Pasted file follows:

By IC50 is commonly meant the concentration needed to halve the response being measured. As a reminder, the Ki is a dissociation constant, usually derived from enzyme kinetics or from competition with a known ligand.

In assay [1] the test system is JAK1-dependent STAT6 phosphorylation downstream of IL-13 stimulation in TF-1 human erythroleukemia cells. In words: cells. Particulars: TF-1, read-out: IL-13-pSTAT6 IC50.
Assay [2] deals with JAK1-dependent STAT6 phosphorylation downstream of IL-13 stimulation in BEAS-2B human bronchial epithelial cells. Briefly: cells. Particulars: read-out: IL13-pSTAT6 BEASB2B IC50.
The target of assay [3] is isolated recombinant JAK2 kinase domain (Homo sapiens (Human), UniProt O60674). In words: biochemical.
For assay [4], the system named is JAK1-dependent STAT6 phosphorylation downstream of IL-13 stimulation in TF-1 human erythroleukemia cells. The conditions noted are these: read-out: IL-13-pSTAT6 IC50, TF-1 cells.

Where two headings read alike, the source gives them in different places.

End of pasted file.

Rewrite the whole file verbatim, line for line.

By IC50 is commonly meant the concentration needed to halve the response being measured. As a reminder, the Ki is a dissociation constant, usually derived from enzyme kinetics or from competition with a known ligand.

In assay [1] the test system is JAK1-dependent STAT6 phosphorylation downstream of IL-13 stimulation in TF-1 human erythroleukemia cells. In words: cells. Particulars: TF-1, read-out: IL-13-pSTAT6 IC50.
Assay [2] deals with JAK1-dependent STAT6 phosphorylation downstream of IL-13 stimulation in BEAS-2B human bronchial epithelial cells. Briefly: cells. Particulars: read-out: IL13-pSTAT6 BEASB2B IC50.
The target of assay [3] is isolated recombinant JAK2 kinase domain (Homo sapiens (Human), UniProt O60674). In words: biochemical.
For assay [4], the system named is JAK1-dependent STAT6 phosphorylation downstream of IL-13 stimulation in TF-1 human erythroleukemia cells. The conditions noted are these: read-out: IL-13-pSTAT6 IC50, TF-1 cells.

Where two headings read alike, the source gives them in different places.